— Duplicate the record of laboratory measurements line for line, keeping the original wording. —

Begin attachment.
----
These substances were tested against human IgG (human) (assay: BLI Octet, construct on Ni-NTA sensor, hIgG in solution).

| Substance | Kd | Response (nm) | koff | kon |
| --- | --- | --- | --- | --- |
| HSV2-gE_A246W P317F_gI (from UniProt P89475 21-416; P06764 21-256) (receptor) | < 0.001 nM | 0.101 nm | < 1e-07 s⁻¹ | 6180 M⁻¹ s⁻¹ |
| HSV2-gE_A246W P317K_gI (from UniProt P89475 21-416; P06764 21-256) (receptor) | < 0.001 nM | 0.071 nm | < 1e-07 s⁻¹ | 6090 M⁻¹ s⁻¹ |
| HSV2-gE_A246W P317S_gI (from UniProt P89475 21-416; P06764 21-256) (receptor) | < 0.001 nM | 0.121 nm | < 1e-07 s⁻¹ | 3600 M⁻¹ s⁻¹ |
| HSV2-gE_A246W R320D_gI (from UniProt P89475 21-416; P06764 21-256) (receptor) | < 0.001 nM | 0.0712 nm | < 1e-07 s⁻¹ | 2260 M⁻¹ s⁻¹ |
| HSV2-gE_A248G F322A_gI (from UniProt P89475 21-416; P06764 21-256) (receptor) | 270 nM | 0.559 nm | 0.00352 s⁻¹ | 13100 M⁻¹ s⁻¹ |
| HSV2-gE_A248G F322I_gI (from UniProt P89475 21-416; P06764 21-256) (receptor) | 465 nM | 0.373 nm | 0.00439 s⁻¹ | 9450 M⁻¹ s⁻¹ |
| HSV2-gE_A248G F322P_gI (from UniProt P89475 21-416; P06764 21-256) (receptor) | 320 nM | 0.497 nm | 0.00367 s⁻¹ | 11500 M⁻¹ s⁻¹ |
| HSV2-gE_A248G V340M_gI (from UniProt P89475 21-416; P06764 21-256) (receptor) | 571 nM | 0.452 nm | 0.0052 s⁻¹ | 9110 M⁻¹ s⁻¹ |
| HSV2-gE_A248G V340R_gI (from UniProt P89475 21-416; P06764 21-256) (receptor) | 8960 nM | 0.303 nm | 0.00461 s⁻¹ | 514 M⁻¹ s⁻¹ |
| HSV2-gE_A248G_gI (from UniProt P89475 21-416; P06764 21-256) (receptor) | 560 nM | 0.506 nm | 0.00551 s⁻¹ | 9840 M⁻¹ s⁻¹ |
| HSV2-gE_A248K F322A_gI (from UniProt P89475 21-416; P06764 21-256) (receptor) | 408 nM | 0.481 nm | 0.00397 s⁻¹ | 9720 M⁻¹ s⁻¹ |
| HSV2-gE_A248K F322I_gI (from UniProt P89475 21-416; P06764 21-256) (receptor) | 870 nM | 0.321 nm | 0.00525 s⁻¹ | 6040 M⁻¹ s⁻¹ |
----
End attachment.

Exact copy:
These substances were tested against human IgG (human) (assay: BLI Octet, construct on Ni-NTA sensor, hIgG in solution).

| Substance | Kd | Response (nm) | koff | kon |
| --- | --- | --- | --- | --- |
| HSV2-gE_A246W P317F_gI (from UniProt P89475 21-416; P06764 21-256) (receptor) | < 0.001 nM | 0.101 nm | < 1e-07 s⁻¹ | 6180 M⁻¹ s⁻¹ |
| HSV2-gE_A246W P317K_gI (from UniProt P89475 21-416; P06764 21-256) (receptor) | < 0.001 nM | 0.071 nm | < 1e-07 s⁻¹ | 6090 M⁻¹ s⁻¹ |
| HSV2-gE_A246W P317S_gI (from UniProt P89475 21-416; P06764 21-256) (receptor) | < 0.001 nM | 0.121 nm | < 1e-07 s⁻¹ | 3600 M⁻¹ s⁻¹ |
| HSV2-gE_A246W R320D_gI (from UniProt P89475 21-416; P06764 21-256) (receptor) | < 0.001 nM | 0.0712 nm | < 1e-07 s⁻¹ | 2260 M⁻¹ s⁻¹ |
| HSV2-gE_A248G F322A_gI (from UniProt P89475 21-416; P06764 21-256) (receptor) | 270 nM | 0.559 nm | 0.00352 s⁻¹ | 13100 M⁻¹ s⁻¹ |
| HSV2-gE_A248G F322I_gI (from UniProt P89475 21-416; P06764 21-256) (receptor) | 465 nM | 0.373 nm | 0.00439 s⁻¹ | 9450 M⁻¹ s⁻¹ |
| HSV2-gE_A248G F322P_gI (from UniProt P89475 21-416; P06764 21-256) (receptor) | 320 nM | 0.497 nm | 0.00367 s⁻¹ | 11500 M⁻¹ s⁻¹ |
| HSV2-gE_A248G V340M_gI (from UniProt P89475 21-416; P06764 21-256) (receptor) | 571 nM | 0.452 nm | 0.0052 s⁻¹ | 9110 M⁻¹ s⁻¹ |
| HSV2-gE_A248G V340R_gI (from UniProt P89475 21-416; P06764 21-256) (receptor) | 8960 nM | 0.303 nm | 0.00461 s⁻¹ | 514 M⁻¹ s⁻¹ |
| HSV2-gE_A248G_gI (from UniProt P89475 21-416; P06764 21-256) (receptor) | 560 nM | 0.506 nm | 0.00551 s⁻¹ | 9840 M⁻¹ s⁻¹ |
| HSV2-gE_A248K F322A_gI (from UniProt P89475 21-416; P06764 21-256) (receptor) | 408 nM | 0.481 nm | 0.00397 s⁻¹ | 9720 M⁻¹ s⁻¹ |
| HSV2-gE_A248K F322I_gI (from UniProt P89475 21-416; P06764 21-256) (receptor) | 870 nM | 0.321 nm | 0.00525 s⁻¹ | 6040 M⁻¹ s⁻¹ |